It's impossible to say how many sacks, turnovers and penalties the Seahawks could have against the 49ers in a potential third matchup, but Seattle executed its ball-possessing game plan to near perfection against the 49ers in the second half of last week's game and still came up short — while at home, no less.

So the Seahawks are not as scary as they may seem, but are the Eagles actually scarier? Offensive and defensive statistics from the regular season would say yes.

Offensive comparison between the two teams

The two teams posted similar statistics in a number of major offensive categories this season, despite the Eagles suffering the bulk of their major injuries earlier in the season than Seattle suffered theirs.

Here's a breakdown:

- Yards per game: Seahawks - 374.4 (eighth in the NFL), Eagles - 360.8 (14th in the NFL)

- Points per game: Seahawks - 25.3 (ninth in the NFL), Eagles - 24.1 (12th in the NFL)

- Passing yards per game: Seahawks - 236.9 (14th in the NFL), Eagles - 239.6 (11th in the NFL)

- Rushing yards per game: Seahawks - 137.5 (fourth in the NFL), Eagles - 121.2 (11th in the NFL)

- Sacks allowed: Seahawks - 48 (9th-most in the NFL), Eagles - 37 (19th-most in the NFL)

- Third down percentage: Seahawks - 40 percent (16th in the NFL), Eagles - 45 percent (fourth in the NFL)

Seattle has had the better ground game, but recent injuries at running back may complicate that. The most important differences between the two teams are sacks allowed and third down percentage. Despite running the ball more frequently than the Eagles (481 rushing attempts to 454 rushing attempts), the Seahawks found a way to allow 11 more sacks on the season. That typically isn't supposed to happen to the offense that throws the ball less, and the loss of Duane Brown could only make it worse.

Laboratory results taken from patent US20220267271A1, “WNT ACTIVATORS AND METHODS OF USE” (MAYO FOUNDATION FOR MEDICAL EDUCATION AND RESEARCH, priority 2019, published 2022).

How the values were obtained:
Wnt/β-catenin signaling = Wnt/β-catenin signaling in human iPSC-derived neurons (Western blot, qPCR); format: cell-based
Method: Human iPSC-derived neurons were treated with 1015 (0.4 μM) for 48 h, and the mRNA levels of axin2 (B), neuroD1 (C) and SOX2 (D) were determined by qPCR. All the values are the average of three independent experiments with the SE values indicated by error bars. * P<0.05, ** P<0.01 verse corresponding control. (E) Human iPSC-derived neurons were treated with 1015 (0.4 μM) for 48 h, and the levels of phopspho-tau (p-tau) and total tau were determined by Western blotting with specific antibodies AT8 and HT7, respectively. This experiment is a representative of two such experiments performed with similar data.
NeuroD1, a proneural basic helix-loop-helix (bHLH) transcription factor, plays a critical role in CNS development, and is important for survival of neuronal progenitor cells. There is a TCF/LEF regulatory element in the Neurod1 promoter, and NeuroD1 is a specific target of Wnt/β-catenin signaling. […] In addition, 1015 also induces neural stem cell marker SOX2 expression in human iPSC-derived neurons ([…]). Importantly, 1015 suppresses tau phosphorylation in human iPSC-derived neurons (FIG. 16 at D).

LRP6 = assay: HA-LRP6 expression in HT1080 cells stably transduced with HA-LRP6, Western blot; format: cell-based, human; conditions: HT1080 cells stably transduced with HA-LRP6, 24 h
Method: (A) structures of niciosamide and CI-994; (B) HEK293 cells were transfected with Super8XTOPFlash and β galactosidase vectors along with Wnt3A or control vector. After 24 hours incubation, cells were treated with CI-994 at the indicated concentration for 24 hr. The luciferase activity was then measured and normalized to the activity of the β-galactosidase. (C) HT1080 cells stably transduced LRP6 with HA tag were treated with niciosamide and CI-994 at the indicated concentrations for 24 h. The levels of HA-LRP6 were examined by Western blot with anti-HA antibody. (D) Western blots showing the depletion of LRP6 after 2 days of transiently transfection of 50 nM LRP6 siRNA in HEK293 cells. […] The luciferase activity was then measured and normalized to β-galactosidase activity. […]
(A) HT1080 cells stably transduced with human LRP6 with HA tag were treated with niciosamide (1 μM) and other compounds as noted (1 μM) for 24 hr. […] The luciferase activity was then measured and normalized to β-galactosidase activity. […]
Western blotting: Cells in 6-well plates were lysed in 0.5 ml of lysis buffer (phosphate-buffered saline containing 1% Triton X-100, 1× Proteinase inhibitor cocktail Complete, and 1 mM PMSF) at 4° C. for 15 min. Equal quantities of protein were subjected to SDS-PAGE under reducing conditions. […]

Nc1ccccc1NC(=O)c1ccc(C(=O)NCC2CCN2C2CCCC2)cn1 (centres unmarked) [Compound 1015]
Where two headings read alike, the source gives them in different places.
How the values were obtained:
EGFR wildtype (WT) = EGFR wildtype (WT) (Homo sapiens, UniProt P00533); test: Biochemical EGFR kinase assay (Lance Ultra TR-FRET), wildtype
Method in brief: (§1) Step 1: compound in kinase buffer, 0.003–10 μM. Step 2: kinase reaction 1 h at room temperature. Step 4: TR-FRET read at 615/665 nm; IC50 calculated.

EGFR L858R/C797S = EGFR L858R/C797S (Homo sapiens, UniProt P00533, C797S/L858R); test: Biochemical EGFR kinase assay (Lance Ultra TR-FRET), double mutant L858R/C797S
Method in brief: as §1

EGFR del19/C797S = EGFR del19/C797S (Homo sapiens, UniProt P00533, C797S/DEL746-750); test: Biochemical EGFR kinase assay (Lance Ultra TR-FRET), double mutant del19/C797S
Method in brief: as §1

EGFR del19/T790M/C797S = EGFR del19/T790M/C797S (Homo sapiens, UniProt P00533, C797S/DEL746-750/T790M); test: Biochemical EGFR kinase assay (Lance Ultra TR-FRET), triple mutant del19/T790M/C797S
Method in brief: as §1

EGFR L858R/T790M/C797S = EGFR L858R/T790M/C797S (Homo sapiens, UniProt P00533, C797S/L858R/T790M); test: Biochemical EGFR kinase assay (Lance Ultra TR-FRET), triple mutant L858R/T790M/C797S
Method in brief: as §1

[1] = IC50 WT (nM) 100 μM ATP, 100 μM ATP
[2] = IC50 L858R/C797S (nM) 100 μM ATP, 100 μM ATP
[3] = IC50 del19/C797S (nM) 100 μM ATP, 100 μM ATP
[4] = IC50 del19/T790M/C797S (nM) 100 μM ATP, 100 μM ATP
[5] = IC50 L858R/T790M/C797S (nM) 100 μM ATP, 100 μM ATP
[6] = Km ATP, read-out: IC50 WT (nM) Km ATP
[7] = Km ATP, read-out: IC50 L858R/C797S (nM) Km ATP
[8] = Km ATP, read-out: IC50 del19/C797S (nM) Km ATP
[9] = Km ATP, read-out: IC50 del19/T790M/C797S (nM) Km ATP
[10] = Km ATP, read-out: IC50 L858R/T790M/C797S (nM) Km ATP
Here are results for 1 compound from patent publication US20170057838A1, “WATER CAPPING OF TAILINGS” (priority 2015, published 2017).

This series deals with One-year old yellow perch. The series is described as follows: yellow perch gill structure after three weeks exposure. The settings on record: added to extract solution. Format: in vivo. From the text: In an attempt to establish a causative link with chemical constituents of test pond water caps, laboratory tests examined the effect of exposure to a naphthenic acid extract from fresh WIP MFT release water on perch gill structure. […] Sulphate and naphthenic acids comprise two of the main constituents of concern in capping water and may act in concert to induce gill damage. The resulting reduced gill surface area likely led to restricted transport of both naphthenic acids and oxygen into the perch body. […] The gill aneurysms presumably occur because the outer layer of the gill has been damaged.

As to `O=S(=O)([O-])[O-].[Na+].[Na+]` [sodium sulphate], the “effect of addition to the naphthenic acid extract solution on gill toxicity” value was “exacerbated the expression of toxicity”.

While a difference of 5 percent in third down percentage may seem trivial, it does represent a 12-spot disparity in the league's overall leaderboard, as every team has a third down percentage between 48 percent and 29 percent.

While the offensive comparison is mostly a wash, the defensive comparison tilts heavily in the Eagles' favor.

Defensive comparison between the two teams

The Seattle defense has not been good all season, and the statistics reflect that:

- Yards allowed per game: Seahawks - 381.6 (seventh-most in the NFL), Eagles - 333.1 (23rd-most in the NFL)

- Points allowed per game: Seahawks - 24.9 (11th-most in the NFL), Eagles - 22.1 (18th-most in the NFL)

- Passing yards allowed per game: Seahawks - 263.9 (9th-most in the NFL), Eagles - 241.6 (14-most in the NFL)

- Rushing yards allowed per game: Seahawks - 117.7 (11th-most in the NFL), Eagles - 90.1 (30th-most in the NFL)

- Sacks: Seahawks - 28 (tied for the 2nd-fewest in the NFL), Eagles - 43 (tied for 13th-most in the NFL)

Eagles defensive tackle Fletcher Cox has anchored the league's third-best rushing defense — something that should be of grave concern to the run-first 49ers. Cox also helped Philadelphia's pass rush record 15 more sacks than the Seahawks this season, as Seattle defensive end Jadeveon Clowney has been hindered by a core muscle injury this season, and was mostly ineffective against the 49ers in Week 17. An Eagles pass rush that consists of Cox and defensive ends Brandon Graham and Derek Barnett is the far more worrisome unit.

The Eagles are also getting healthier

DeSean Jackson is reportedly targeting a return for the Divisional Round if the Eagles advance, and the team could also have Lane Johnson and Zach Ertz back as soon as this week against Seattle.

Zooming out to view the larger picture, the Eagles have been pretty dangerous in the postseason in recent years. Just ask the Falcons, Vikings and Patriots and Bears what happened in the 2017 and 2018 postseasons.

The Eagles were also probably an Alshon Jeffrey dropped pass away from upsetting the Saints in last year's Divisional Round, thus preventing the infamous no-call in the NFC Championship Game from ever happening.

This isn't to say the Eagles are going to to beat the 49ers, or even the Seahawks for that matter, as Philadelphia is still extremely injured and Seattle did win in Philly 17-9 earlier this season. But if the Eagles are able to keep their win streak alive by beating a team that actually has a winning record, and get some of their injured players back, look out.

Russell Wilson and the Seattle Seahawks will always scare 49ers fans. But they'd be an easier matchup than the Philadelphia Eagles would be if the Eagles can beat the Seahawks.

Eric Ting is an SFGATE digital reporter. Email: eric.ting@sfgate.com | Twitter:@_ericting